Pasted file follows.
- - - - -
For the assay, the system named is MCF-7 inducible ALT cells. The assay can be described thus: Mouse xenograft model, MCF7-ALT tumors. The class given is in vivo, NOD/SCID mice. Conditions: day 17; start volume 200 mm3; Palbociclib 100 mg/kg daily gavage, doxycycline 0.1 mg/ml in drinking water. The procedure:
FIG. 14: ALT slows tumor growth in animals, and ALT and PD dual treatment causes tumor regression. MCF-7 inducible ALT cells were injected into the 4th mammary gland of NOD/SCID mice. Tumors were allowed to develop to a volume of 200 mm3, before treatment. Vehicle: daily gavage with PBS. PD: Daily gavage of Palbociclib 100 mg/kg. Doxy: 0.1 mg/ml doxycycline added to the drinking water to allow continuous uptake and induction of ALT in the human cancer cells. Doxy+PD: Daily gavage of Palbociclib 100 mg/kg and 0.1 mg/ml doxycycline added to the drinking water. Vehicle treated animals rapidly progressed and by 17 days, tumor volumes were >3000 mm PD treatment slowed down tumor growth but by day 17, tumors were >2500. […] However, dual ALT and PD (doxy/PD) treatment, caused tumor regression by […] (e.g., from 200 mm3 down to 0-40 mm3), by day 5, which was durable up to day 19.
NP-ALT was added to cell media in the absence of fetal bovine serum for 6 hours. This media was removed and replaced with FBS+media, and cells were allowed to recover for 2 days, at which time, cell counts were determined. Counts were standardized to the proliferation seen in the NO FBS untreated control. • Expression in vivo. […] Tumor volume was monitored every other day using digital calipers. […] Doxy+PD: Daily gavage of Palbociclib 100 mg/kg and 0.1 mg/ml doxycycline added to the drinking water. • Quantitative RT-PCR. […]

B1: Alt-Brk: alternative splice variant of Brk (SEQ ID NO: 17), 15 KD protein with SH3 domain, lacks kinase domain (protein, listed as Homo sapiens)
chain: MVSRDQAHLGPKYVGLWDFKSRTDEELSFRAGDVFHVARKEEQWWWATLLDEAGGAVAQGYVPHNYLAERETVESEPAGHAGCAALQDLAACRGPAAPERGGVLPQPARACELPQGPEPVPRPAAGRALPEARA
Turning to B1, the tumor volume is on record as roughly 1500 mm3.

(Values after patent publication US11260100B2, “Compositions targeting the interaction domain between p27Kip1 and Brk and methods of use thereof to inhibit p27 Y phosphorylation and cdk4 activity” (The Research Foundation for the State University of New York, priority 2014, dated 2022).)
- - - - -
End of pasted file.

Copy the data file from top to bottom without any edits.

For the assay, the system named is MCF-7 inducible ALT cells. The assay can be described thus: Mouse xenograft model, MCF7-ALT tumors. The class given is in vivo, NOD/SCID mice. Conditions: day 17; start volume 200 mm3; Palbociclib 100 mg/kg daily gavage, doxycycline 0.1 mg/ml in drinking water. The procedure:
FIG. 14: ALT slows tumor growth in animals, and ALT and PD dual treatment causes tumor regression. MCF-7 inducible ALT cells were injected into the 4th mammary gland of NOD/SCID mice. Tumors were allowed to develop to a volume of 200 mm3, before treatment. Vehicle: daily gavage with PBS. PD: Daily gavage of Palbociclib 100 mg/kg. Doxy: 0.1 mg/ml doxycycline added to the drinking water to allow continuous uptake and induction of ALT in the human cancer cells. Doxy+PD: Daily gavage of Palbociclib 100 mg/kg and 0.1 mg/ml doxycycline added to the drinking water. Vehicle treated animals rapidly progressed and by 17 days, tumor volumes were >3000 mm PD treatment slowed down tumor growth but by day 17, tumors were >2500. […] However, dual ALT and PD (doxy/PD) treatment, caused tumor regression by […] (e.g., from 200 mm3 down to 0-40 mm3), by day 5, which was durable up to day 19.
NP-ALT was added to cell media in the absence of fetal bovine serum for 6 hours. This media was removed and replaced with FBS+media, and cells were allowed to recover for 2 days, at which time, cell counts were determined. Counts were standardized to the proliferation seen in the NO FBS untreated control. • Expression in vivo. […] Tumor volume was monitored every other day using digital calipers. […] Doxy+PD: Daily gavage of Palbociclib 100 mg/kg and 0.1 mg/ml doxycycline added to the drinking water. • Quantitative RT-PCR. […]

B1: Alt-Brk: alternative splice variant of Brk (SEQ ID NO: 17), 15 KD protein with SH3 domain, lacks kinase domain (protein, listed as Homo sapiens)
chain: MVSRDQAHLGPKYVGLWDFKSRTDEELSFRAGDVFHVARKEEQWWWATLLDEAGGAVAQGYVPHNYLAERETVESEPAGHAGCAALQDLAACRGPAAPERGGVLPQPARACELPQGPEPVPRPAAGRALPEARA
Turning to B1, the tumor volume is on record as roughly 1500 mm3.

(Values after patent publication US11260100B2, “Compositions targeting the interaction domain between p27Kip1 and Brk and methods of use thereof to inhibit p27 Y phosphorylation and cdk4 activity” (The Research Foundation for the State University of New York, priority 2014, dated 2022).)